- Inflation fell in June, but rates will still rise
- UPS strike to cost the economy seven billion dollars
- Core inflation was stronger than anticipated in June
The Bank of England will be encouraged by its more hawkish policy
The market immediately divested itself of long Sterling positions, believing that the fall in the rate of inflation means that the Bank of England is less likely to feel the need to add a further fifty basis points to the base rate of interest.
While this is one scenario, the Bank may also consider that having seen the effect of a larger-than-expected hike last month, they may feel empowered to “repeat the dose.”
The Chancellor welcomed the news, saying that the Government understands that high price increases are still a huge worry for households and businesses.
The fall in the rate of inflation has seen forecasts for the peak in the base rate drop from 6% to 5.75%. It is going to be difficult to predict the further seventy-five basis points that are predicted to be added will be in the twenty-five-point hikes or another fifty, followed by twenty-five a little later in the year.
A month or two ago, Rishi Sunak’s pledge to halve the rate of inflation from when he took office by the end of the year looked decidedly optimistic, but now there is a chance that it can be achieved if the Bank of England can keep its nerve.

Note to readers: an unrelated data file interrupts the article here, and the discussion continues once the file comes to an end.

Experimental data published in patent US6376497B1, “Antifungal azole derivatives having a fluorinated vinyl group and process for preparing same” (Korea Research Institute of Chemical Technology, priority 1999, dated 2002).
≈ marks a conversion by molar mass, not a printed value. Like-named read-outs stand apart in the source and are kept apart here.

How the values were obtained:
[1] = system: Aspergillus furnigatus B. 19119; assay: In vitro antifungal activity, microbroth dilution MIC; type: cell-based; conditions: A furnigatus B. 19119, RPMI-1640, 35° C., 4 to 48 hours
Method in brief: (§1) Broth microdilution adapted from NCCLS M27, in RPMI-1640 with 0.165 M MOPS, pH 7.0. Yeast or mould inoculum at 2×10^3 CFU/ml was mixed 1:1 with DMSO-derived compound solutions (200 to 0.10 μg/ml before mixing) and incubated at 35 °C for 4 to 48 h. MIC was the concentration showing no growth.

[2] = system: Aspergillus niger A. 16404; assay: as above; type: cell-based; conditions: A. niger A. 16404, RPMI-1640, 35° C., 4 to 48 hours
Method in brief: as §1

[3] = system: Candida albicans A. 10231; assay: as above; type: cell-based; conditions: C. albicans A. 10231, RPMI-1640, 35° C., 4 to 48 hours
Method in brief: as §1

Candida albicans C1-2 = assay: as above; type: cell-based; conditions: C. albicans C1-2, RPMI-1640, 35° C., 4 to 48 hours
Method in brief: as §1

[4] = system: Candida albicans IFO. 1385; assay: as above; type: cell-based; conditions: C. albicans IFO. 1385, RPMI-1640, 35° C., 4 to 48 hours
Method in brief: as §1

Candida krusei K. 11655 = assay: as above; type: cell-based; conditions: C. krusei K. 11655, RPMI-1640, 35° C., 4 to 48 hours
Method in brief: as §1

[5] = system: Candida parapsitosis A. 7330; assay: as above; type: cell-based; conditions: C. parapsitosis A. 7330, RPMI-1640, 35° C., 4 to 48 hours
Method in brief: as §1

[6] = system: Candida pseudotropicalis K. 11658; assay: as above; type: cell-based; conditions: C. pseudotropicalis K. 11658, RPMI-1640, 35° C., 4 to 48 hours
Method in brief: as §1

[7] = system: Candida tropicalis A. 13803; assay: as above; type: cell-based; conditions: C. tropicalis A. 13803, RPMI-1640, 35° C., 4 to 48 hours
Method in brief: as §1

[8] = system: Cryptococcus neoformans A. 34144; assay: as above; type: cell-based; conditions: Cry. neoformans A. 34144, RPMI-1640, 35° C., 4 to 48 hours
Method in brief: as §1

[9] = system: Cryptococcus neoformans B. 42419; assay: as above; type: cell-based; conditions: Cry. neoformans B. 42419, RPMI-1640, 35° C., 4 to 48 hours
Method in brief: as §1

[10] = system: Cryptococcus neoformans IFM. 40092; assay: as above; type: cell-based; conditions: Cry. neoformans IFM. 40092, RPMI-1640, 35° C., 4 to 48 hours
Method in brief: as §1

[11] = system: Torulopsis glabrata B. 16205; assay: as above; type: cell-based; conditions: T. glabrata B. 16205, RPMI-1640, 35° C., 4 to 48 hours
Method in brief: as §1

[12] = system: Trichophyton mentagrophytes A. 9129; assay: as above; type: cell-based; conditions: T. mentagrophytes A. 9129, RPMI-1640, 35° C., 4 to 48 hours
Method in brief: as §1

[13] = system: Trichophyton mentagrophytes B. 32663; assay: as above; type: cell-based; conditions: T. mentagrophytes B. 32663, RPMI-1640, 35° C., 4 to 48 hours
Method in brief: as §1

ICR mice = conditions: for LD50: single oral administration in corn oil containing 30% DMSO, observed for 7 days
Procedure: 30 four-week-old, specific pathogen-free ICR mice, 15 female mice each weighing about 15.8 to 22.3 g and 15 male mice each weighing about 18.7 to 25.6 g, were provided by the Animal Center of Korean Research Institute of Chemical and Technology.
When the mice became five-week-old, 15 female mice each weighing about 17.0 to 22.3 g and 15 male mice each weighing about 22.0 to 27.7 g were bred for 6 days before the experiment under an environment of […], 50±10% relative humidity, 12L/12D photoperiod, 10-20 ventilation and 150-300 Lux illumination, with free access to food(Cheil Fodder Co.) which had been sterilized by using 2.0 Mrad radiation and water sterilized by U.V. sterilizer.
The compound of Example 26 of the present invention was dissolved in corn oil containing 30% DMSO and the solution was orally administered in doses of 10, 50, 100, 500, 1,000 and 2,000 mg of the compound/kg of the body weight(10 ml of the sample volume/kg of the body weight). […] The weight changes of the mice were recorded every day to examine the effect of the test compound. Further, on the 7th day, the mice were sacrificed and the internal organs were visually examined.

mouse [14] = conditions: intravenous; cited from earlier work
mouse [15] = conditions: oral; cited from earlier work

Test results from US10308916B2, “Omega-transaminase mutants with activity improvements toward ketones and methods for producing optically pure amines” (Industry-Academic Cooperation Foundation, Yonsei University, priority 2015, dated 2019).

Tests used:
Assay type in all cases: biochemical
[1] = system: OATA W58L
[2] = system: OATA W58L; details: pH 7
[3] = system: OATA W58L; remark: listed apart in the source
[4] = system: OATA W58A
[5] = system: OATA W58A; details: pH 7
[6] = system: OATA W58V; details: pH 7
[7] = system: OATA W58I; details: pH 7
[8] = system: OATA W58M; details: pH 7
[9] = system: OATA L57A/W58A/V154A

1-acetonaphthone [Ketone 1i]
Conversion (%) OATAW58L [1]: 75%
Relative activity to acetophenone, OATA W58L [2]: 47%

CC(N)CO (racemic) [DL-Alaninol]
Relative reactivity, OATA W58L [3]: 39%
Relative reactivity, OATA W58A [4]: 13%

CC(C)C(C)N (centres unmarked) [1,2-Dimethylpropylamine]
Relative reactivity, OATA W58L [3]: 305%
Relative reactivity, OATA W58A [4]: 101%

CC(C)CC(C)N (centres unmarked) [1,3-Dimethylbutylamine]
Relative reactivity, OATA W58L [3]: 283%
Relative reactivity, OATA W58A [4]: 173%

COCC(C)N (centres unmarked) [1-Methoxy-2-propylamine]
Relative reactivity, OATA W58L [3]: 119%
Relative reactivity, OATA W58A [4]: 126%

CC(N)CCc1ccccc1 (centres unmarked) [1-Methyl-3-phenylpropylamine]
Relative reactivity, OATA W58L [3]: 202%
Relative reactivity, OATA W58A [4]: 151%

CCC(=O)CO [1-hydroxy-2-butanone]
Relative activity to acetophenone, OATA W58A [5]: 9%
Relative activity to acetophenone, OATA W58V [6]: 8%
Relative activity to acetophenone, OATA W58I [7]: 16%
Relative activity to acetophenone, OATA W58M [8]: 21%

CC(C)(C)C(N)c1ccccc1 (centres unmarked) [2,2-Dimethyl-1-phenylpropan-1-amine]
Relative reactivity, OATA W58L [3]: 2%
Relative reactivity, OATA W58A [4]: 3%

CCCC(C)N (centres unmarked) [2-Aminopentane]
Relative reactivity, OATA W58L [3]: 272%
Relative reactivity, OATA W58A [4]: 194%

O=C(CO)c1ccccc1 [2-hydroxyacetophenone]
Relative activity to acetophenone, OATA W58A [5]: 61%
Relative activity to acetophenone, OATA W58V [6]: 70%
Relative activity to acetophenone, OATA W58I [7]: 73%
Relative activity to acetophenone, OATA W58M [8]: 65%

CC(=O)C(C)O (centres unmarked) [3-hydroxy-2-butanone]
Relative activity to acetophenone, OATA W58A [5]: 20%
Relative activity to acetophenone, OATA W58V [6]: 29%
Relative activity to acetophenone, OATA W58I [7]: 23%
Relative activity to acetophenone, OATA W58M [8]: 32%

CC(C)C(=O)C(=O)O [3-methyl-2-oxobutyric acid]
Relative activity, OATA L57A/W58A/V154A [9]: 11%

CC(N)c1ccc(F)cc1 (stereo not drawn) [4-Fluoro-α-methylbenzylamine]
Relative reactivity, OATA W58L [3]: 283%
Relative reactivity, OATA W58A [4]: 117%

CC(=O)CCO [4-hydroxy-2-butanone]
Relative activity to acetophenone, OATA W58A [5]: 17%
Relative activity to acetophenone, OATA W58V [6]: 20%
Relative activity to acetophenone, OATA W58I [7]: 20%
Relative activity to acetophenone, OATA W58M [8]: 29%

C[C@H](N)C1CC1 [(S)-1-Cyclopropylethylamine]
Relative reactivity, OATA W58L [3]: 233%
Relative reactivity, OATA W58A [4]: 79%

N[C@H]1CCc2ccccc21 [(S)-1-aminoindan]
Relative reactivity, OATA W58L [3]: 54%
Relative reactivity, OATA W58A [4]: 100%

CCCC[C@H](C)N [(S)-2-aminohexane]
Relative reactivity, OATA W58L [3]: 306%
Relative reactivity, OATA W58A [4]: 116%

Although there will be a new member of the MPC voting at its meeting in two weeks’ time, her opinions will make interesting reading, but Megan Greene faces a huge task to bend the deeply entrenched views of most of her new colleagues, who in any case continue to vote as a bloc.
There remain questions about the makeup of the Monetary Policy Committee, and there is pressure coming from backbenchers for a study to be undertaken to see if a more regional bias could be adopted to make the committee more representative.
It was widely reported yesterday that a former Chief Economist at the Bank of England believes that the top rate of income tax would be increased since it is felt that interest rate increases alone will not bring inflation back to the Government’s 2% target.
As interest rates in most of the G7 nations reach the point where they are neutral, neither stimulating nor restricting demand, their effect becomes magnified. Where previously CFOs were struggling to invest in their businesses, higher rates could be absorbed into cash flow. As rates have risen, that choice is removed, and interest payments now become a burden on investment.
The pound lost more than a cent in a knee-jerk reaction to the inflation news, and although it recovered a little, still ended the day lower overall. It fell to a low of 1.2867 and closed at 1.2939.